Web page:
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Discount movie screens fade to black


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POSTED: Monday, August 03, 2009

The days of discount movie theaters on Oahu are gone, for now.

Several thousand people turned out at Restaurant Row yesterday to watch the last movies at Hollywood Theaters where about 40 employees lost their jobs.

The darkened screens came as landlord Pacific Office Properties paid $2.45 million to buy out the lease of Wallace Theater Holdings LLC, which owns Hollywood Theaters.

Under its 45-year lease agreement, the theater company would pay $1 per year for the space while charging up to $1.50 for a movie and offering 3 1/2 hours of validated parking for moviegoers.

“;The landlord made us an offer that we couldn't refuse,”; said Scott Wallace, theater chief executive officer and chairman. “;It was a very significant lease premium to be paid.”;

Despite the economic downturn, Wallace said, “;profitability had increased in 2009”; from a climb in ticket sales.

However, Pacific Office Properties Executive Vice President Larry Taff said the buyout was offered because “;it was a poor lease that generated a very small amount of income.”;

;[Preview]  Last Night For Restaurant Row's Dollar Theater
 

Tonight is the last night for the Dollar Theatre at Restaurant Row after being in business for 15 years.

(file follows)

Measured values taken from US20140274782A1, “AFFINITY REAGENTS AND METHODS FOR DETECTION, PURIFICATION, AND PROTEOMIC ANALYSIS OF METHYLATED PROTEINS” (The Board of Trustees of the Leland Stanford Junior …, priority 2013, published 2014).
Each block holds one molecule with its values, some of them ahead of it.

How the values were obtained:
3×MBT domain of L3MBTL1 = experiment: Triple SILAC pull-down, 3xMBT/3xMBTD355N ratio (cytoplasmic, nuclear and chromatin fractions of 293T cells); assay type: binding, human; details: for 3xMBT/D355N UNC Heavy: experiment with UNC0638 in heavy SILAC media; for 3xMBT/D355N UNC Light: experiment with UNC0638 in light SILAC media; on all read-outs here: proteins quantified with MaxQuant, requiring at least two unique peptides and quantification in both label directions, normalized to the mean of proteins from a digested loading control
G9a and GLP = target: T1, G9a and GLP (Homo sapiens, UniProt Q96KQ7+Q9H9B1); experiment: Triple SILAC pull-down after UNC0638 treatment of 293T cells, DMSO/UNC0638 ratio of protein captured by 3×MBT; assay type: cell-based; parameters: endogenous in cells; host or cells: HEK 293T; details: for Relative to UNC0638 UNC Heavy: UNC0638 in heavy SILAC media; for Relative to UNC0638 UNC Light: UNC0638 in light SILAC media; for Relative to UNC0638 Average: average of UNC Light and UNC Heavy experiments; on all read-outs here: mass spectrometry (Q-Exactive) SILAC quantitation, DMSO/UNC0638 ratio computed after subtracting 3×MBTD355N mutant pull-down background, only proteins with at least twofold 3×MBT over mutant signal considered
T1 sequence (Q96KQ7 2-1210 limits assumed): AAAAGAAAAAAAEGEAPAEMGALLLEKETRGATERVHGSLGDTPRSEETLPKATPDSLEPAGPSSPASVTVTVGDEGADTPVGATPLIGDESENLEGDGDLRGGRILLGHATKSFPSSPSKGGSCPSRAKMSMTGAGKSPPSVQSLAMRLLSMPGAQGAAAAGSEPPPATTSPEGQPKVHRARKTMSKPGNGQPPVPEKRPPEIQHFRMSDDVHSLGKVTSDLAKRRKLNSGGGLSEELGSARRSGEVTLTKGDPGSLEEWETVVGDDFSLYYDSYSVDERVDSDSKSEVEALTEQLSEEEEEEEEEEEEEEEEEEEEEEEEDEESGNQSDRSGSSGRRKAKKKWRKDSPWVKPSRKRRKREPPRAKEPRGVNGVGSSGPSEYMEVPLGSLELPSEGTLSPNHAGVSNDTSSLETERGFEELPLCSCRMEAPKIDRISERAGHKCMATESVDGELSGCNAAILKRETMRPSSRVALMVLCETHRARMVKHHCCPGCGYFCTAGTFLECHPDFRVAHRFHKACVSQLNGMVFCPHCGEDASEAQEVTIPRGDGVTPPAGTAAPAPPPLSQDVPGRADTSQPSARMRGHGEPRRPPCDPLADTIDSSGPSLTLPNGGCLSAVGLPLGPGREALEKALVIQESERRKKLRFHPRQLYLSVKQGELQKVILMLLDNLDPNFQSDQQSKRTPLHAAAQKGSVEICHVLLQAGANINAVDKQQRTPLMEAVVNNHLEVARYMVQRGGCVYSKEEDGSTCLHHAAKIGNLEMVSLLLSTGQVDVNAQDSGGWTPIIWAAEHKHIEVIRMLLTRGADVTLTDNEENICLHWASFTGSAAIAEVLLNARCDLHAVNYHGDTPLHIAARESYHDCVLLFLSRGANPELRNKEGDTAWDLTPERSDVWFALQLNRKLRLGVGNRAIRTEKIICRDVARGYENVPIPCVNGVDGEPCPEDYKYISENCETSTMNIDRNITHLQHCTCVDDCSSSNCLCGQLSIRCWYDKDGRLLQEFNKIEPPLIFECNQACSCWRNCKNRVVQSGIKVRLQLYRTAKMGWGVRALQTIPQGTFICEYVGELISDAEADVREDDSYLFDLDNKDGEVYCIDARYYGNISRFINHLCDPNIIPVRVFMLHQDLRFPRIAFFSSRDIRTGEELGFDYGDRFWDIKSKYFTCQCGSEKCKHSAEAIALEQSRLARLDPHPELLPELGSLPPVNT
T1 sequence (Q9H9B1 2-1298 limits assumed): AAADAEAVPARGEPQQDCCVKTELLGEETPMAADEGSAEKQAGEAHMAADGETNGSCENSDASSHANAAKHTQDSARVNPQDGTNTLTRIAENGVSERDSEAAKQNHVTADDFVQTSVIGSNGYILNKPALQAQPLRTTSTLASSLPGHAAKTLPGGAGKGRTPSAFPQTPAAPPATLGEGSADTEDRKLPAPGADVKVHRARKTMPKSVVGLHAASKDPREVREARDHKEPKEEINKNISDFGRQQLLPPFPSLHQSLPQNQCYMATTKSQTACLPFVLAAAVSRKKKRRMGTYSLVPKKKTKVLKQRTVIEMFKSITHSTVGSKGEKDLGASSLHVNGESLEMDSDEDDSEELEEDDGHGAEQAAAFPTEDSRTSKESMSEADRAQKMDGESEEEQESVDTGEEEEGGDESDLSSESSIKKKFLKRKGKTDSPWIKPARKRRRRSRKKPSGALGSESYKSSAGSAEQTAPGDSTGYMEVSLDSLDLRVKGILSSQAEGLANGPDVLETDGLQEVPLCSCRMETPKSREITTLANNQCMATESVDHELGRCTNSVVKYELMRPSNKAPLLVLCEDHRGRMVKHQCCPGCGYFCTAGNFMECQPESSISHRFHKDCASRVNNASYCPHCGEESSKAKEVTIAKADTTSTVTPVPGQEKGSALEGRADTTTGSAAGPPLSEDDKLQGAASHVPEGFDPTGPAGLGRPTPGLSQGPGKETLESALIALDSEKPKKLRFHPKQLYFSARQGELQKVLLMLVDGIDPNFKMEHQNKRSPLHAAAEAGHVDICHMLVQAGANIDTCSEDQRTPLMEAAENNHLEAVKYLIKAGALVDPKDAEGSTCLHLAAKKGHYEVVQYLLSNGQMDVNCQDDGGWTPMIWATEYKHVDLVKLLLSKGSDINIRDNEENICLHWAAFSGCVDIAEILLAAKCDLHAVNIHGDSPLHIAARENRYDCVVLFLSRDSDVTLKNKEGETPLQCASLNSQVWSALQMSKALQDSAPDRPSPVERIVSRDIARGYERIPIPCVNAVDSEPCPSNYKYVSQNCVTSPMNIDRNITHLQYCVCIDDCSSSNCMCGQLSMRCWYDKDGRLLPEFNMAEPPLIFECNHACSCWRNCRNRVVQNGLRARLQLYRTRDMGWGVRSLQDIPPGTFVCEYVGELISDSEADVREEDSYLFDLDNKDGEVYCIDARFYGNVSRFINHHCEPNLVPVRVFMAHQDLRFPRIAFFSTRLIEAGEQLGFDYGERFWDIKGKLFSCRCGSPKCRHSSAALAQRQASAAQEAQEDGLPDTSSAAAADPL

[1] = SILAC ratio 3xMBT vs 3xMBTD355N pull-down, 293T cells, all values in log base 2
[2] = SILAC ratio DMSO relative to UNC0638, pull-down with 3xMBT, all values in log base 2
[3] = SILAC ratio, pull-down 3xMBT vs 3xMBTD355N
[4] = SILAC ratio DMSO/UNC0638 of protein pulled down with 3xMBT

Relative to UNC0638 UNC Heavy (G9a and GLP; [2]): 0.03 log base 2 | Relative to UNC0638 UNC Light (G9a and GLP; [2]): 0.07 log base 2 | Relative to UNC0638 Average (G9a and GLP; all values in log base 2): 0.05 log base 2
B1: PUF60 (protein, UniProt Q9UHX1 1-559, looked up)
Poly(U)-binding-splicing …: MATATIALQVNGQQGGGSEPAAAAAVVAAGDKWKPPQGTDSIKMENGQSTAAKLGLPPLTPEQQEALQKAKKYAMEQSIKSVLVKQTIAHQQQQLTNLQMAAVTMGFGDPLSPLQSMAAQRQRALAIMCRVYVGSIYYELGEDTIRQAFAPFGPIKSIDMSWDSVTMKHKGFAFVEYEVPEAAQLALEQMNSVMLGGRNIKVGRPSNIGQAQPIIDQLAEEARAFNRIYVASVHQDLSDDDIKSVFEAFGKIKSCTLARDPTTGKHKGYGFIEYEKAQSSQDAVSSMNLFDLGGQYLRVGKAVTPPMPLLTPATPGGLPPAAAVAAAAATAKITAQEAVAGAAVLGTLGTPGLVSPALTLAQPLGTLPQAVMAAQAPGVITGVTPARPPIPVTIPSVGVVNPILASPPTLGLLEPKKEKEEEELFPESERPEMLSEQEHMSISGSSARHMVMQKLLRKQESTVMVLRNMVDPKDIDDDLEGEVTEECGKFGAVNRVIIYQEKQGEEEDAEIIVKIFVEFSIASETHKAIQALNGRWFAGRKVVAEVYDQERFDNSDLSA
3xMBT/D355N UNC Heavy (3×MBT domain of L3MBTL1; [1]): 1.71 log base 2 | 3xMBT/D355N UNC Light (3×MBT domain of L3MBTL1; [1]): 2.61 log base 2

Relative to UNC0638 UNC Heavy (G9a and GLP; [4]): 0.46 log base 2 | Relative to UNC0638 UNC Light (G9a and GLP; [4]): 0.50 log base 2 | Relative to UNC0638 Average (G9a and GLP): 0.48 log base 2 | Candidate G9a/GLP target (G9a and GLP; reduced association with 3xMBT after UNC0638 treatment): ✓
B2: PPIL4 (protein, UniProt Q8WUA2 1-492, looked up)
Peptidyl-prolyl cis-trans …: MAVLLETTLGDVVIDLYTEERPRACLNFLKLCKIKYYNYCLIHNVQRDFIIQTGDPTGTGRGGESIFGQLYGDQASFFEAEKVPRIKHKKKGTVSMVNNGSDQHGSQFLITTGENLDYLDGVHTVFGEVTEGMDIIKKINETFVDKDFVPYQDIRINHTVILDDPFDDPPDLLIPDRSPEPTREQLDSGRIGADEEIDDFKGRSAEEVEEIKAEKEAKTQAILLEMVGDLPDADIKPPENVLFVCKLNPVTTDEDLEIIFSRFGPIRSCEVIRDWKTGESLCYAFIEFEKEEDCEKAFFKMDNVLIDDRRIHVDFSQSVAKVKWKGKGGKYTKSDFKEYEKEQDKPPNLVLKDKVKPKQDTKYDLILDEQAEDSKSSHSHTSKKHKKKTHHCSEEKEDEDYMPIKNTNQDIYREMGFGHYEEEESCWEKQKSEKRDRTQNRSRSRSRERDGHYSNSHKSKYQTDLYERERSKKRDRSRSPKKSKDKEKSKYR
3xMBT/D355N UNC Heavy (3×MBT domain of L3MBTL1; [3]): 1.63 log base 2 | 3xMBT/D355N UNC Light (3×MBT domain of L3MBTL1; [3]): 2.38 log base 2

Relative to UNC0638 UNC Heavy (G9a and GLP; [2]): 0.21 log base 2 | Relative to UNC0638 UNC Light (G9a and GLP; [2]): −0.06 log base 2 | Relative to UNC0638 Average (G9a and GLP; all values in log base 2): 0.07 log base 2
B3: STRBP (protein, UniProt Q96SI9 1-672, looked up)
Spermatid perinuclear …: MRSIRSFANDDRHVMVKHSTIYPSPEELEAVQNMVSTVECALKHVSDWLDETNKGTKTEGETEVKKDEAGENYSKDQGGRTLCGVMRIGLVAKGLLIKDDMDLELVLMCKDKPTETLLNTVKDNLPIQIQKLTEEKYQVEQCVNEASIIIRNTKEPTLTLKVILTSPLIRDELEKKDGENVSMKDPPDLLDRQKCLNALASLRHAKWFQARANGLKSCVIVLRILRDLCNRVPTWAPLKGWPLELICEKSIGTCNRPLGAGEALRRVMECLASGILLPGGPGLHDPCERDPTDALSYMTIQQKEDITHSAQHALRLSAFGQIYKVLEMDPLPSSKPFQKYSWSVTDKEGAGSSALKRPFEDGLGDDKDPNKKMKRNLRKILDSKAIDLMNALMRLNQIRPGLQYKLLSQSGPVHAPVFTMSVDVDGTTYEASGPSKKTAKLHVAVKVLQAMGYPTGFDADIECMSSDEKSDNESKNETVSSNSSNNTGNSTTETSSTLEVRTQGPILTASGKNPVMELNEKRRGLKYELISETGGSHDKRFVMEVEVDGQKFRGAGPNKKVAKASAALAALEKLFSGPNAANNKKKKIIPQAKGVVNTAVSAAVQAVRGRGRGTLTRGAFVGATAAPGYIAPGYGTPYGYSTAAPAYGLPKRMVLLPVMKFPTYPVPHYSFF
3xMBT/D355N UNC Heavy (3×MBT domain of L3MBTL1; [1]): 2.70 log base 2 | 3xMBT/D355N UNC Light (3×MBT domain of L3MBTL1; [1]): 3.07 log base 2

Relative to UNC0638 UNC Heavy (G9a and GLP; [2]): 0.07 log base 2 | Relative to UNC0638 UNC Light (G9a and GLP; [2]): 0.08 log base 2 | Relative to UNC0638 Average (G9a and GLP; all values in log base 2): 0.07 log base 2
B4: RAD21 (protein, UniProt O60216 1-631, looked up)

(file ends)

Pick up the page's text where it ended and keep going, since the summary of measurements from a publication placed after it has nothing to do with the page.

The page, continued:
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An outpatient surgical center is expected to fill some of the space the nine-screen facility occupied, which, according to Taff, “;is consistent with our long-term plans for the property.”;

Debbie Soliman, manager of the nearby Subway, said people often bought lunch or dinner after going to the movies, and believes food sales will suffer once the theaters are gone but expects it “;to pick up once the new tenants move in.”;

The first movie showings yesterday drew several hundred people with the line extending from the ticket office to Ala Moana Boulevard.

Each show of the day sold out.

Punchbowl resident Mary Villamor said she came about once a week “;for many years”; to watch movies, even when she was homeless—when she could find enough money.

“;I'm going to miss it,”; Villamor said. “;It's economically feasible. I'm really not sure if I will be going to the movies as much.”;

Others came to watch films they had missed in other theaters.

“;You can't catch every first run (of a movie) ... so this has always been the place to check it out,”; said Waikiki resident Ron Richey, who came to the theaters as often as three times a week.

Some came from the other side of the island for a change of pace.

“;I've never really come down this side very much,”; said Waimanalo resident Franklin Lawrence. “;It's a lot more different to come down this side and watch a movie.”;

Other discount theaters on Oahu in Laie and Kailua have closed in the past few years, although the two screens at Laie have reopened with regular ticket prices.

Wallace Theaters will continue to operate the Kress Cinemas in Hilo, the only discount theater in the state. However, the company is optimistic.

“;We are always looking for opportunities,”; Wallace said.